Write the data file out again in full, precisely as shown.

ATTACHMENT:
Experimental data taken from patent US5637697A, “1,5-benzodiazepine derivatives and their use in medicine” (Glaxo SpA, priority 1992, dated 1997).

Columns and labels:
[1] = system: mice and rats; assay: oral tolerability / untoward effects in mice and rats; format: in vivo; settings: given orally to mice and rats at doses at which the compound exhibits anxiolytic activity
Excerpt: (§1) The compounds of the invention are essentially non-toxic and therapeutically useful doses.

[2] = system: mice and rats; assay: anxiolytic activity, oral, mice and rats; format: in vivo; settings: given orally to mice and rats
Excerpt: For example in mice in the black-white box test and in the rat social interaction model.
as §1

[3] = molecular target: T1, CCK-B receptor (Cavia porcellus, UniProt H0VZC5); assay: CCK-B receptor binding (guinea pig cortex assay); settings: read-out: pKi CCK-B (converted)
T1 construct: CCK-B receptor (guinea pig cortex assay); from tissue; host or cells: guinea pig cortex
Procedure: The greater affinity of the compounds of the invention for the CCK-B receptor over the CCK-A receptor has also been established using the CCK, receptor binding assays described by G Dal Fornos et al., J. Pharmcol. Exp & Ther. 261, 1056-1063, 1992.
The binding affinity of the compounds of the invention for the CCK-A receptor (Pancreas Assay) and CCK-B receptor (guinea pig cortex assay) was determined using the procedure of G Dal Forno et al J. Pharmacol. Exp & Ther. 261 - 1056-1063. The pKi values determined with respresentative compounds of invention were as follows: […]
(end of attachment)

Experimental data taken from patent US5637697A, “1,5-benzodiazepine derivatives and their use in medicine” (Glaxo SpA, priority 1992, dated 1997).

Columns and labels:
[1] = system: mice and rats; assay: oral tolerability / untoward effects in mice and rats; format: in vivo; settings: given orally to mice and rats at doses at which the compound exhibits anxiolytic activity
Excerpt: (§1) The compounds of the invention are essentially non-toxic and therapeutically useful doses.

[2] = system: mice and rats; assay: anxiolytic activity, oral, mice and rats; format: in vivo; settings: given orally to mice and rats
Excerpt: For example in mice in the black-white box test and in the rat social interaction model.
as §1

[3] = molecular target: T1, CCK-B receptor (Cavia porcellus, UniProt H0VZC5); assay: CCK-B receptor binding (guinea pig cortex assay); settings: read-out: pKi CCK-B (converted)
T1 construct: CCK-B receptor (guinea pig cortex assay); from tissue; host or cells: guinea pig cortex
Procedure: The greater affinity of the compounds of the invention for the CCK-B receptor over the CCK-A receptor has also been established using the CCK, receptor binding assays described by G Dal Fornos et al., J. Pharmcol. Exp & Ther. 261, 1056-1063, 1992.
The binding affinity of the compounds of the invention for the CCK-A receptor (Pancreas Assay) and CCK-B receptor (guinea pig cortex assay) was determined using the procedure of G Dal Forno et al J. Pharmacol. Exp & Ther. 261 - 1056-1063. The pKi values determined with respresentative compounds of invention were as follows: […]